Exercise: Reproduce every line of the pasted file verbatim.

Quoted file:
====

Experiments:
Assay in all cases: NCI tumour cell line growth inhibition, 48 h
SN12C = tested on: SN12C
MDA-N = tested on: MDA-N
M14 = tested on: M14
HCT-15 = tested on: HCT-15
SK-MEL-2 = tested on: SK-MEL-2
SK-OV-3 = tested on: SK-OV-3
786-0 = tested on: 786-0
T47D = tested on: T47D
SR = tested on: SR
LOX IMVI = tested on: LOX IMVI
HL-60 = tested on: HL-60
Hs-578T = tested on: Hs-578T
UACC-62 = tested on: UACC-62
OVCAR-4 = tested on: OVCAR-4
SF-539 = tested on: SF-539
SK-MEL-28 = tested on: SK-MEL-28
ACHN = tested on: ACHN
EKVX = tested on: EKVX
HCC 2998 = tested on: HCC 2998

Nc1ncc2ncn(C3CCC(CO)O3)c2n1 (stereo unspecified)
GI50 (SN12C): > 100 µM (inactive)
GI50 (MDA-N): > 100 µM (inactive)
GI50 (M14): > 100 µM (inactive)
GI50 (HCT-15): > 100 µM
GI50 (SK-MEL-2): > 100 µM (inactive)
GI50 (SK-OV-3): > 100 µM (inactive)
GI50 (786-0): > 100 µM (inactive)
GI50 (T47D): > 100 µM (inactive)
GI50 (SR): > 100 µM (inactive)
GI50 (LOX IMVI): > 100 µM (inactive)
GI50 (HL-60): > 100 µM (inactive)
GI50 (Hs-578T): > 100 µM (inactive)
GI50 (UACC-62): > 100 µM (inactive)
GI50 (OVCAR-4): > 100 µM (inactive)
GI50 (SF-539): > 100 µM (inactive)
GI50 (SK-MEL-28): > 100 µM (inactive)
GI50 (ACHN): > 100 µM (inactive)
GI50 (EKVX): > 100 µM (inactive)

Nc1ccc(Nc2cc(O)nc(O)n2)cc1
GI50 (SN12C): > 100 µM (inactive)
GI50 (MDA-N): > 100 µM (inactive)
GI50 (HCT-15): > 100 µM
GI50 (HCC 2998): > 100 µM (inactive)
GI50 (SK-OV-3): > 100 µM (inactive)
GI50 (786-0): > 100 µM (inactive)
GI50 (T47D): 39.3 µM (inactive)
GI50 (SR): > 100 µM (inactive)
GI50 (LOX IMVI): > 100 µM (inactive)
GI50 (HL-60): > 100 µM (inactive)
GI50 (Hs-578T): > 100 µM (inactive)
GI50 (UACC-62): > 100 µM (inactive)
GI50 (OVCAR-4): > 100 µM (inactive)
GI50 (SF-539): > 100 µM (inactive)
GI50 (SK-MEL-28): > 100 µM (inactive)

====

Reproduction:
Experiments:
Assay in all cases: NCI tumour cell line growth inhibition, 48 h
SN12C = tested on: SN12C
MDA-N = tested on: MDA-N
M14 = tested on: M14
HCT-15 = tested on: HCT-15
SK-MEL-2 = tested on: SK-MEL-2
SK-OV-3 = tested on: SK-OV-3
786-0 = tested on: 786-0
T47D = tested on: T47D
SR = tested on: SR
LOX IMVI = tested on: LOX IMVI
HL-60 = tested on: HL-60
Hs-578T = tested on: Hs-578T
UACC-62 = tested on: UACC-62
OVCAR-4 = tested on: OVCAR-4
SF-539 = tested on: SF-539
SK-MEL-28 = tested on: SK-MEL-28
ACHN = tested on: ACHN
EKVX = tested on: EKVX
HCC 2998 = tested on: HCC 2998

Nc1ncc2ncn(C3CCC(CO)O3)c2n1 (stereo unspecified)
GI50 (SN12C): > 100 µM (inactive)
GI50 (MDA-N): > 100 µM (inactive)
GI50 (M14): > 100 µM (inactive)
GI50 (HCT-15): > 100 µM
GI50 (SK-MEL-2): > 100 µM (inactive)
GI50 (SK-OV-3): > 100 µM (inactive)
GI50 (786-0): > 100 µM (inactive)
GI50 (T47D): > 100 µM (inactive)
GI50 (SR): > 100 µM (inactive)
GI50 (LOX IMVI): > 100 µM (inactive)
GI50 (HL-60): > 100 µM (inactive)
GI50 (Hs-578T): > 100 µM (inactive)
GI50 (UACC-62): > 100 µM (inactive)
GI50 (OVCAR-4): > 100 µM (inactive)
GI50 (SF-539): > 100 µM (inactive)
GI50 (SK-MEL-28): > 100 µM (inactive)
GI50 (ACHN): > 100 µM (inactive)
GI50 (EKVX): > 100 µM (inactive)

Nc1ccc(Nc2cc(O)nc(O)n2)cc1
GI50 (SN12C): > 100 µM (inactive)
GI50 (MDA-N): > 100 µM (inactive)
GI50 (HCT-15): > 100 µM
GI50 (HCC 2998): > 100 µM (inactive)
GI50 (SK-OV-3): > 100 µM (inactive)
GI50 (786-0): > 100 µM (inactive)
GI50 (T47D): 39.3 µM (inactive)
GI50 (SR): > 100 µM (inactive)
GI50 (LOX IMVI): > 100 µM (inactive)
GI50 (HL-60): > 100 µM (inactive)
GI50 (Hs-578T): > 100 µM (inactive)
GI50 (UACC-62): > 100 µM (inactive)
GI50 (OVCAR-4): > 100 µM (inactive)
GI50 (SF-539): > 100 µM (inactive)
GI50 (SK-MEL-28): > 100 µM (inactive)